Buhl R, Soler M, Matz J, et al. Eur Respir J. 2002;20:73–78
Purpose of the Study.
To examine the ability of omalizumab, an anti-immunoglobulin E (anti-IgE) agent, to maintain long-term disease control in patients with moderate-to-severe allergic asthma.
Four hundred eighty-three patients with moderate-to-severe allergic asthma maintained on beclomethasone diproprionate.
Four hundred eighty-three patients with physician-diagnosed moderate-to-severe allergic asthma were investigated in a 24-week double-blind extension trial. These patients were a subset of 546 patients that were maintained on randomized treatment of omalizumab during a 28-week double blind steroid reduction phase of the core trial. During the 28-week steroid reduction phase of the core trial, the lowest sustainable dose of beclomethasone diproprionate was established. Patients in this trial had positive prick skin tests to common inhalant allergens and IgE levels of >30 to <700 IU/mL. The extension part of the trial was a 24-week double blind extension with placebo control. Standard doses of omalizaub were used throughout the 24-week extension period and given every 2 to 4 weeks based on body weight and IgE level. The use of concomitant asthma medication was permitted and investigators were allowed to adjust the beclomethasone diproprionate dose or switch patients from beclomethasone diproprionate to other asthma medications if deemed necessary. Patients were followed clinically for asthma symptoms and exacerbations. Mean doses of inhaled corticosteroids and other asthma medications were recorded, and forced expiratory volume in 1 second (FEV1) by spirometry was recorded.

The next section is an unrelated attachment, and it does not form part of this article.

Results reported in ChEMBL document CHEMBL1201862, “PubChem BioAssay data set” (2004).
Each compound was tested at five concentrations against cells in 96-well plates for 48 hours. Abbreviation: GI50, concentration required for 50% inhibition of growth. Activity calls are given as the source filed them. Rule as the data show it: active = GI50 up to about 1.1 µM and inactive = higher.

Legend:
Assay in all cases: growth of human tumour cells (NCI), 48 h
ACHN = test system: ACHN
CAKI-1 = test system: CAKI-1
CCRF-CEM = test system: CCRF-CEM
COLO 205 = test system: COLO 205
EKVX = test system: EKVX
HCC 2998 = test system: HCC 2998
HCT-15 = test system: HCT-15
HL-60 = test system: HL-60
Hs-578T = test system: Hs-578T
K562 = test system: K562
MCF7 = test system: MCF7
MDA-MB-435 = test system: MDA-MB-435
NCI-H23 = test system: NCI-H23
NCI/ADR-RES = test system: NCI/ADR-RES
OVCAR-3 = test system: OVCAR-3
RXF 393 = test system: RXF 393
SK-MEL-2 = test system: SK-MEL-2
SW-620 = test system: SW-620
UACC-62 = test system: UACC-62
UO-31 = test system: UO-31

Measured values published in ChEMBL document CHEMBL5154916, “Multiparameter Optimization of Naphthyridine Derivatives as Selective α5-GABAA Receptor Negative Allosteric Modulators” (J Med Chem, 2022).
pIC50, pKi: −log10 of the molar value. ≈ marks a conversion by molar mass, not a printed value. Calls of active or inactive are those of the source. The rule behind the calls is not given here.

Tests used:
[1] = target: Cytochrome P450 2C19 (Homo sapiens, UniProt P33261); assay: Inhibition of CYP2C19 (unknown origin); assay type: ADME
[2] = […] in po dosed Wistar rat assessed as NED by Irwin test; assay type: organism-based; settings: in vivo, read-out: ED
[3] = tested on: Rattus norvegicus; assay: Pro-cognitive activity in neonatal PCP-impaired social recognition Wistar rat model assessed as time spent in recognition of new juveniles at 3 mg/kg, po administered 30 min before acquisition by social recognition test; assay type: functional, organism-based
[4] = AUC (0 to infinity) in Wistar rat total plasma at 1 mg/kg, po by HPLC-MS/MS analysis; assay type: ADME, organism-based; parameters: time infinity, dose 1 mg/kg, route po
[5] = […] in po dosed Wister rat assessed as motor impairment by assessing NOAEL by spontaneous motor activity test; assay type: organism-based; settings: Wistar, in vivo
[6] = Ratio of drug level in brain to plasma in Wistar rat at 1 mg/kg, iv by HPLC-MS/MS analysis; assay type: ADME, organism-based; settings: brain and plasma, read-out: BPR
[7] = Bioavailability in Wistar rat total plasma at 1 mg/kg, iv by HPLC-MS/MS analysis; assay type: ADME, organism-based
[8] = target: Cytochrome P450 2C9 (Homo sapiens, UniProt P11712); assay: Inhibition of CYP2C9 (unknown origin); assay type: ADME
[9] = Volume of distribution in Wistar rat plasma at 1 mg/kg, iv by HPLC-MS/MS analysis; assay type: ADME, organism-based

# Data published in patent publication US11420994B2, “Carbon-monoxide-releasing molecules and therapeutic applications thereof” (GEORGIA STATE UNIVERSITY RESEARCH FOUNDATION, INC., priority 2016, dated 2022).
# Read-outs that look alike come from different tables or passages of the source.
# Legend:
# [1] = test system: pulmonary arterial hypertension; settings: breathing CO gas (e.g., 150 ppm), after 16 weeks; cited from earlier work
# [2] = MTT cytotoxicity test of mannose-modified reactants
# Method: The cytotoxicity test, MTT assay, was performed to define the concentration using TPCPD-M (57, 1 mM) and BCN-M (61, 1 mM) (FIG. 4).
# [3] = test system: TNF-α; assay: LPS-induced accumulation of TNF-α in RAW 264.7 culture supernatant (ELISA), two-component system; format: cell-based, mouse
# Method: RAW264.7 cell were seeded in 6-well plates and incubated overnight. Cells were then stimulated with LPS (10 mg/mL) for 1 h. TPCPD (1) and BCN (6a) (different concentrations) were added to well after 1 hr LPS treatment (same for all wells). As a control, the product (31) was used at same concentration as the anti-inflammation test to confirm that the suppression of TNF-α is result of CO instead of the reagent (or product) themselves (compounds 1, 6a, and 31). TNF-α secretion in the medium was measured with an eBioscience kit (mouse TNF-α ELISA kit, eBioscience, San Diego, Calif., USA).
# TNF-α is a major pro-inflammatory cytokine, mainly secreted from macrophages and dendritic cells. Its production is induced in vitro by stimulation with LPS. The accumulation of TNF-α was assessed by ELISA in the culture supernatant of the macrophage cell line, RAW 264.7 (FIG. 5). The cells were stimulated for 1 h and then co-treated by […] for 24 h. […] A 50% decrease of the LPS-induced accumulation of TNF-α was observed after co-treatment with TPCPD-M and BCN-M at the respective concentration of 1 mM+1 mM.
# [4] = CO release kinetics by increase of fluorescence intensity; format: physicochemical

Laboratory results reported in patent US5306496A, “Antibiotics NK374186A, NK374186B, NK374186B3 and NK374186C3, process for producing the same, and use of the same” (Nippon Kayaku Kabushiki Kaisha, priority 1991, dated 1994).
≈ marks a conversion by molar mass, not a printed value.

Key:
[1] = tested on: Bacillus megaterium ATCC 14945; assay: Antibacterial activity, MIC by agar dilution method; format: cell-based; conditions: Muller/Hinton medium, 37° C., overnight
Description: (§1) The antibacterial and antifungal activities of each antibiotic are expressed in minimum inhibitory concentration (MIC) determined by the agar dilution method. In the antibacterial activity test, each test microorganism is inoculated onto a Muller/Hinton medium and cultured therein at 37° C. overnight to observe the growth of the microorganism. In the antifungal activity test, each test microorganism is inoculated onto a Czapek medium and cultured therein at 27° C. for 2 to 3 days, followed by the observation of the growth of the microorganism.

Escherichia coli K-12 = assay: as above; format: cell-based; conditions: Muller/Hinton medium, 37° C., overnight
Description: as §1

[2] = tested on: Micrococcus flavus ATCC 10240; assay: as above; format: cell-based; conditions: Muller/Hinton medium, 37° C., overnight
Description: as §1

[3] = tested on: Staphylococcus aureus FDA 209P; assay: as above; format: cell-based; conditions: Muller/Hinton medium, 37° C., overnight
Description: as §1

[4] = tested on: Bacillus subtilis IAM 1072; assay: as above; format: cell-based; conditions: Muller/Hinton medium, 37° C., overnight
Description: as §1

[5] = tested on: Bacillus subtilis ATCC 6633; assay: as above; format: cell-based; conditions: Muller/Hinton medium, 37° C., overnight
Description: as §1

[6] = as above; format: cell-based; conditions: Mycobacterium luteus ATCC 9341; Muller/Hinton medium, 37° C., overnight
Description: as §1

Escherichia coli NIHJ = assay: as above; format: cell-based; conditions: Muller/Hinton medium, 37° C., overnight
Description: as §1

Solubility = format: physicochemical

More omalizumab-treated patients (33.5%) than placebo-treated patients (13.5%) were able to complete the extension period without requiring inhaled corticosteroid treatment. The mean beclomethasone diproprionate equivalent dose throughout the extension period was lower in the omalizumab group (25 μg/day) than the placebo group (43 μg/day). Disease control was sustained in 76% of omalizumab patients compared with 59.4% of placebo patients free from an asthma exacerbation during the extension period. Compared with placebo, fewer patients in the omalizumab group used other concomitant asthma medications during the extension. Treatment with omalizumab was well-tolerated and the incidence of adverse events was similar between groups.
These results suggest that omalizumab is a promising new agent for the long-term control of allergic asthma.
The role of anti-IgE therapy in asthma and other allergic diseases is a topic of increasing interest as these drugs may soon come to market. This study nicely shows that omalizumab provides long-term benefit and hints of a possible steroid-sparing effect, which is always of increasing interest with the widespread use of inhaled corticosteroids. However, additional long-term studies are needed to better assess the overall cost benefit analysis of these products. They are likely to be very expensive and if only a minimal steroid-sparing effect is found, their role may be very limited.